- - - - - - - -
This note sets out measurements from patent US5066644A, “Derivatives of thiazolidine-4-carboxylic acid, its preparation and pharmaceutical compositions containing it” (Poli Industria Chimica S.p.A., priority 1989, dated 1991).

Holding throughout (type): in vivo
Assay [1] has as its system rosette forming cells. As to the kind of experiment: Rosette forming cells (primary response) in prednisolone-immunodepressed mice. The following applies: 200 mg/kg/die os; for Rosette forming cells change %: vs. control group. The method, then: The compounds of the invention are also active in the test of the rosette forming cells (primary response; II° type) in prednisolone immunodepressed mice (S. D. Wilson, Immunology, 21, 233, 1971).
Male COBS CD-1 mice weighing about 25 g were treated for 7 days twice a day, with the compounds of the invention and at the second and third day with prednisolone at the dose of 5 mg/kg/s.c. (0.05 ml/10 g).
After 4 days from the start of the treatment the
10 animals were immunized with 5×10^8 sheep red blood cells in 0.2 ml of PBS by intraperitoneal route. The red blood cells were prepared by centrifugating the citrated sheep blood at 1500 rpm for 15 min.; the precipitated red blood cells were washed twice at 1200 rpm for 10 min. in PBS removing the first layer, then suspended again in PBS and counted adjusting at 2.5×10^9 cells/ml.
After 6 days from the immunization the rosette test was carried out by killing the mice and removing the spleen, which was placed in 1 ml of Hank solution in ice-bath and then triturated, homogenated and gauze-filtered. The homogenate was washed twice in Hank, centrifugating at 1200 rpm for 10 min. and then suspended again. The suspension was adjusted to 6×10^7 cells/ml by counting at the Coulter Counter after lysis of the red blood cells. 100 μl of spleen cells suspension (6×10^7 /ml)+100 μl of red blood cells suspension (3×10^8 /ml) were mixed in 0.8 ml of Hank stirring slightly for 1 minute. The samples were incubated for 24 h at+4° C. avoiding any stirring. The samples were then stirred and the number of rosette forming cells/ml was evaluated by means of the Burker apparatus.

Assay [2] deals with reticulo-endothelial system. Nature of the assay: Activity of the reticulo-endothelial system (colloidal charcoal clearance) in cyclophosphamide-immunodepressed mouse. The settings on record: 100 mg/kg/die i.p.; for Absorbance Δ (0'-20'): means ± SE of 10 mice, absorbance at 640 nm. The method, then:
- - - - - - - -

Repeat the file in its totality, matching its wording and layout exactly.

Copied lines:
This note sets out measurements from patent US5066644A, “Derivatives of thiazolidine-4-carboxylic acid, its preparation and pharmaceutical compositions containing it” (Poli Industria Chimica S.p.A., priority 1989, dated 1991).

Holding throughout (type): in vivo
Assay [1] has as its system rosette forming cells. As to the kind of experiment: Rosette forming cells (primary response) in prednisolone-immunodepressed mice. The following applies: 200 mg/kg/die os; for Rosette forming cells change %: vs. control group. The method, then: The compounds of the invention are also active in the test of the rosette forming cells (primary response; II° type) in prednisolone immunodepressed mice (S. D. Wilson, Immunology, 21, 233, 1971).
Male COBS CD-1 mice weighing about 25 g were treated for 7 days twice a day, with the compounds of the invention and at the second and third day with prednisolone at the dose of 5 mg/kg/s.c. (0.05 ml/10 g).
After 4 days from the start of the treatment the
10 animals were immunized with 5×10^8 sheep red blood cells in 0.2 ml of PBS by intraperitoneal route. The red blood cells were prepared by centrifugating the citrated sheep blood at 1500 rpm for 15 min.; the precipitated red blood cells were washed twice at 1200 rpm for 10 min. in PBS removing the first layer, then suspended again in PBS and counted adjusting at 2.5×10^9 cells/ml.
After 6 days from the immunization the rosette test was carried out by killing the mice and removing the spleen, which was placed in 1 ml of Hank solution in ice-bath and then triturated, homogenated and gauze-filtered. The homogenate was washed twice in Hank, centrifugating at 1200 rpm for 10 min. and then suspended again. The suspension was adjusted to 6×10^7 cells/ml by counting at the Coulter Counter after lysis of the red blood cells. 100 μl of spleen cells suspension (6×10^7 /ml)+100 μl of red blood cells suspension (3×10^8 /ml) were mixed in 0.8 ml of Hank stirring slightly for 1 minute. The samples were incubated for 24 h at+4° C. avoiding any stirring. The samples were then stirred and the number of rosette forming cells/ml was evaluated by means of the Burker apparatus.

Assay [2] deals with reticulo-endothelial system. Nature of the assay: Activity of the reticulo-endothelial system (colloidal charcoal clearance) in cyclophosphamide-immunodepressed mouse. The settings on record: 100 mg/kg/die i.p.; for Absorbance Δ (0'-20'): means ± SE of 10 mice, absorbance at 640 nm. The method, then: